The present case is indistinguishable in all material respects from the Ninth Circuit’s recent decision in Castaic, which mandates dismissal of Evergreen’s appeal as moot. Castaic defaulted on loans secured by parcels of real property in Los Angeles County, California, and subsequently filed multiple related bankruptcy cases. Castaic, 2016 WL 2957150, at *1. DACA, which held the beneficial interests in the loans, moved the bankruptcy court for relief from the automatic stay so that it could proceed with foreclosure sales of the properties. Id. The bankruptcy court granted the requested relief, and Castaic appealed that order. Id. While that appeal was pending, DACA foreclosed on the properties and acquired them by credit bids at the foreclosure sales; and the bankruptcy court dismissed Castaic’s bankruptcy cases on the ground that the real properties had been Castaic’s only significant assets. Id. Castaic did not appeal the dismissal orders, which became final fourteen days later. Id.; see also Fed. R. Bankr. P. 8002(a)(1) (“a notice of appeal must be filed with the bankruptcy clerk within 14 days after entry of the judgment, order, or decree being appealed”).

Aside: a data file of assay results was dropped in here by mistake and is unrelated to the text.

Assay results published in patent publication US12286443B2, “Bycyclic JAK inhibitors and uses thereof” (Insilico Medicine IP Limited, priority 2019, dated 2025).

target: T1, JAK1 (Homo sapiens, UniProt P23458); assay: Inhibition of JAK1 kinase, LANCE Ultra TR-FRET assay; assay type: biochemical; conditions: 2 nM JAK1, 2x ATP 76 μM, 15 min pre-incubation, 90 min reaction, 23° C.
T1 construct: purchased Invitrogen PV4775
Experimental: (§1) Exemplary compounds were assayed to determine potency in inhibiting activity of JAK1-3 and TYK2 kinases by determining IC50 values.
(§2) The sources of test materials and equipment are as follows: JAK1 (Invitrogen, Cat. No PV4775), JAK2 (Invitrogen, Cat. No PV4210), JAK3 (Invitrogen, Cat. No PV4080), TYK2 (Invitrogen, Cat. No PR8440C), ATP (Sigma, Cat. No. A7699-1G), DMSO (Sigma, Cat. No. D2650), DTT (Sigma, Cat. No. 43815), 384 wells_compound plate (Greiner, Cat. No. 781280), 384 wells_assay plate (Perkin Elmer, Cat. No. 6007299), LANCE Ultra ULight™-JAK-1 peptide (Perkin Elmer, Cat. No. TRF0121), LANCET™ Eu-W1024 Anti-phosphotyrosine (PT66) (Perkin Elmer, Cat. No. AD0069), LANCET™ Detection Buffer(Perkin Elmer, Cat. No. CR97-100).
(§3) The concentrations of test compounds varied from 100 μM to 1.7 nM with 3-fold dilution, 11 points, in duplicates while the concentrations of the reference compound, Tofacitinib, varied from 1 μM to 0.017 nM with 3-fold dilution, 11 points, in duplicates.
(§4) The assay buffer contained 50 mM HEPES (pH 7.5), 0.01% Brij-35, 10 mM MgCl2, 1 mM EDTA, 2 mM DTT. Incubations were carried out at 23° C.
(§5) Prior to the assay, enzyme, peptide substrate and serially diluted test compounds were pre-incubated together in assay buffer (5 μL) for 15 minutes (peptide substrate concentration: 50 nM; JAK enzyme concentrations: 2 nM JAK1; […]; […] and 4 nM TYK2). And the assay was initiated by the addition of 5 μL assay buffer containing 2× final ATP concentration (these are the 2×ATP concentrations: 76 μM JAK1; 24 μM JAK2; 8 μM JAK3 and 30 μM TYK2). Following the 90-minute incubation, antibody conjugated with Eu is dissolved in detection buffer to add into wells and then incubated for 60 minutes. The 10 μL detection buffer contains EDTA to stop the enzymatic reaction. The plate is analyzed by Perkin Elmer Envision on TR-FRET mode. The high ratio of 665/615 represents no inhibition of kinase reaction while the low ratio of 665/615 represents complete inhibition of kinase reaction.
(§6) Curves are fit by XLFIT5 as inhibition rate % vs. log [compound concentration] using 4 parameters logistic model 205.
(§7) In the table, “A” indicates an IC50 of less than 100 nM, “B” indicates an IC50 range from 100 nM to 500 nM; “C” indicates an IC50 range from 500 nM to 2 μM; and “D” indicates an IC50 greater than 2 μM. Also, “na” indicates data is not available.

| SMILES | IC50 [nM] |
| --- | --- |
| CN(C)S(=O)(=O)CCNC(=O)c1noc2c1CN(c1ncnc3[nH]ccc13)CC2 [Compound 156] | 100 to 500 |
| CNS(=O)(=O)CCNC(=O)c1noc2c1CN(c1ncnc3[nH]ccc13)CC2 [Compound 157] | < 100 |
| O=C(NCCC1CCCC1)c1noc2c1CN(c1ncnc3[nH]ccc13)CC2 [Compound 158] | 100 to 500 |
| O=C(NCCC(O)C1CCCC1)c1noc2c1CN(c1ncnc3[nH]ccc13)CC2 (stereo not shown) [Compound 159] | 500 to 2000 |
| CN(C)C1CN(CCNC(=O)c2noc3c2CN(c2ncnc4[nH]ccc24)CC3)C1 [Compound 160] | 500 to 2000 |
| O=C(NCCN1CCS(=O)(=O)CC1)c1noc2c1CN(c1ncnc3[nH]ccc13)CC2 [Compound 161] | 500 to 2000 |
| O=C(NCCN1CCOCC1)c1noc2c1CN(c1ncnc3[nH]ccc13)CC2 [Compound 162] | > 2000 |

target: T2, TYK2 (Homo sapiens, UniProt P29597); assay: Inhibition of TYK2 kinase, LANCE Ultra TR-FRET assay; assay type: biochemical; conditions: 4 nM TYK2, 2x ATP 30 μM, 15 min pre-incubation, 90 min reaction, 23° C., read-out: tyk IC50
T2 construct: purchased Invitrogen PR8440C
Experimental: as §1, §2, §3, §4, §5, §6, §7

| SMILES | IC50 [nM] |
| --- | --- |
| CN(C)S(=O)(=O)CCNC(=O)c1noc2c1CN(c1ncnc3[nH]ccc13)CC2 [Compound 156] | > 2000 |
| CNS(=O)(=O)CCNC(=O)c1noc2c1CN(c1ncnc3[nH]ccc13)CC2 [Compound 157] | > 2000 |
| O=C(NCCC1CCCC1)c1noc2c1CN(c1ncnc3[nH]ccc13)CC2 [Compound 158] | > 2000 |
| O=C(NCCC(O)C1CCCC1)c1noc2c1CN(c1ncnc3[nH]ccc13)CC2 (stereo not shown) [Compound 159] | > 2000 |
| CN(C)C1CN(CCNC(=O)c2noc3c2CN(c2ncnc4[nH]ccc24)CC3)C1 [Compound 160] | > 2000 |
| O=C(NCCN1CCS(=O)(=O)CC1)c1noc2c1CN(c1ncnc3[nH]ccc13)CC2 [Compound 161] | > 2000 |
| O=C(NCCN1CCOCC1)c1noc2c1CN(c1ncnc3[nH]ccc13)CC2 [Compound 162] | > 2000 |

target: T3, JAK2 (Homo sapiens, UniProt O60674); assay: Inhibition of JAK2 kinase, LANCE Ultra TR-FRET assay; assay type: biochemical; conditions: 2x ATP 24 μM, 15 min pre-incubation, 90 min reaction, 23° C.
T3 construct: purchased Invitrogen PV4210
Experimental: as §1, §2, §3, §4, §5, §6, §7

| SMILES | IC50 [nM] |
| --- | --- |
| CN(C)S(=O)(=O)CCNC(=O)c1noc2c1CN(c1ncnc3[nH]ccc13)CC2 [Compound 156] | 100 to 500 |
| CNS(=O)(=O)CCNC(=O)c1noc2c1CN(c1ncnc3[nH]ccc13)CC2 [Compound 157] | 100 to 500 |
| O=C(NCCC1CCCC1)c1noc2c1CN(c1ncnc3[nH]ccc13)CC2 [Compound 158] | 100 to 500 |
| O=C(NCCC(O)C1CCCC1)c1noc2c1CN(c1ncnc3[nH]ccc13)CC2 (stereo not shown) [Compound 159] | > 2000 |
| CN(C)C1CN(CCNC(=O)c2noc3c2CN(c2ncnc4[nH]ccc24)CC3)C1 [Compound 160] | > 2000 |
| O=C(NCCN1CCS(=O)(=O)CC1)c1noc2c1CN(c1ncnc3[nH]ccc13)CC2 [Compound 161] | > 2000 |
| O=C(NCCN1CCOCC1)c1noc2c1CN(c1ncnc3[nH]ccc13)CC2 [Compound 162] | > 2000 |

The Ninth Circuit held that under those circumstances, Castaic’s appeal of the bankruptcy court’s order granting relief from the automatic stay was constitutionally moot. Castaic, 2016 WL 2957150, at *2. The Ninth Circuit held that “[i]n a bankruptcy appeal, when the underlying bankruptcy case is dismissed and that dismissal is allowed to become final, there is likely no longer any case or controversy with respect to issues directly involving the reorganization of the estate.” Id. (internal quotation marks and citation omitted). The Court went on to state that “[a]bsent an appeal from the dismissal orders, we have no power to restore the bankruptcy proceeding.” Id. The Court concluded by observing that, “Had Castaic appealed from the order of dismissal, this Court might have had some power to grant effective relief. Absent such power, this appeal does not present a justiciable case or controversy.” Id. at *3.
As did the debtor/appellant in Castaic, Evergreen appealed the Bankruptcy Court’s order granting relief from the automatic stay, but did not appeal the subsequent order dismissing the bankruptcy case that was filed while that appeal was pending. The order of dismissal was issued on March 7, 2016 and became final fourteen days later. Evergreen’s appeal therefore must be dismissed as moot under the holding of Castaic.
(1) Appellant’s motion to dismiss the appeal as moot is GRANTED;
(2) The appeal is DISMISSED AS MOOT; and
(3) The Clerk shall close the file.
 The Court took the motion to dismiss under submission without oral argument. See Order Submitting Motion Without Oral Argument; and Vacating Hearing, ECF 11.